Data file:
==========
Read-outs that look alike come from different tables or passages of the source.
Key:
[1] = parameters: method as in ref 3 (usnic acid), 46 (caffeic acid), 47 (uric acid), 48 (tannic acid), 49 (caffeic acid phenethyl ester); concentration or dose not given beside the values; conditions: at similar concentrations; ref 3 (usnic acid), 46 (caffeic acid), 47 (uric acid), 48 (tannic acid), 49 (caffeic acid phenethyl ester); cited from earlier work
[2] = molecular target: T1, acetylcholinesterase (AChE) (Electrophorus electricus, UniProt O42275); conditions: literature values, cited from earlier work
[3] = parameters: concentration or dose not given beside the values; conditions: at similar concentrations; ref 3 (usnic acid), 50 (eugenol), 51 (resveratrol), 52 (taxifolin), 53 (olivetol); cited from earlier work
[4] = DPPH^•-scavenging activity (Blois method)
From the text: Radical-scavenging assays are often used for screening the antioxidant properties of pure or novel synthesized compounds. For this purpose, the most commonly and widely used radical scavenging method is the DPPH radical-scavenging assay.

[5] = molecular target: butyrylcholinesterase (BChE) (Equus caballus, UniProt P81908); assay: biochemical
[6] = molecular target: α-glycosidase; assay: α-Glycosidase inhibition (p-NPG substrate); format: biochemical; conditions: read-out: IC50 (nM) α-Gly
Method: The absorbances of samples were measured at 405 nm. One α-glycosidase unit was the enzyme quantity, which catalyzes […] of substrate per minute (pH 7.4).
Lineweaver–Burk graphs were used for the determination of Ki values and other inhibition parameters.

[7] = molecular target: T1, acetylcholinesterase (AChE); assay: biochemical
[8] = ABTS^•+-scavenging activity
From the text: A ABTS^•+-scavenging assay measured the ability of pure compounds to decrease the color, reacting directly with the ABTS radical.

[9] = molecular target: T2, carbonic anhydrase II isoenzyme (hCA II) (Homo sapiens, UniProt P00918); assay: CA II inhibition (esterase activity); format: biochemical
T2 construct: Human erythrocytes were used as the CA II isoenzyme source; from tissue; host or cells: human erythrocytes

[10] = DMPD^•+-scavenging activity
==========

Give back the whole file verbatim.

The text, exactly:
Read-outs that look alike come from different tables or passages of the source.
Key:
[1] = parameters: method as in ref 3 (usnic acid), 46 (caffeic acid), 47 (uric acid), 48 (tannic acid), 49 (caffeic acid phenethyl ester); concentration or dose not given beside the values; conditions: at similar concentrations; ref 3 (usnic acid), 46 (caffeic acid), 47 (uric acid), 48 (tannic acid), 49 (caffeic acid phenethyl ester); cited from earlier work
[2] = molecular target: T1, acetylcholinesterase (AChE) (Electrophorus electricus, UniProt O42275); conditions: literature values, cited from earlier work
[3] = parameters: concentration or dose not given beside the values; conditions: at similar concentrations; ref 3 (usnic acid), 50 (eugenol), 51 (resveratrol), 52 (taxifolin), 53 (olivetol); cited from earlier work
[4] = DPPH^•-scavenging activity (Blois method)
From the text: Radical-scavenging assays are often used for screening the antioxidant properties of pure or novel synthesized compounds. For this purpose, the most commonly and widely used radical scavenging method is the DPPH radical-scavenging assay.

[5] = molecular target: butyrylcholinesterase (BChE) (Equus caballus, UniProt P81908); assay: biochemical
[6] = molecular target: α-glycosidase; assay: α-Glycosidase inhibition (p-NPG substrate); format: biochemical; conditions: read-out: IC50 (nM) α-Gly
Method: The absorbances of samples were measured at 405 nm. One α-glycosidase unit was the enzyme quantity, which catalyzes […] of substrate per minute (pH 7.4).
Lineweaver–Burk graphs were used for the determination of Ki values and other inhibition parameters.

[7] = molecular target: T1, acetylcholinesterase (AChE); assay: biochemical
[8] = ABTS^•+-scavenging activity
From the text: A ABTS^•+-scavenging assay measured the ability of pure compounds to decrease the color, reacting directly with the ABTS radical.

[9] = molecular target: T2, carbonic anhydrase II isoenzyme (hCA II) (Homo sapiens, UniProt P00918); assay: CA II inhibition (esterase activity); format: biochemical
T2 construct: Human erythrocytes were used as the CA II isoenzyme source; from tissue; host or cells: human erythrocytes

[10] = DMPD^•+-scavenging activity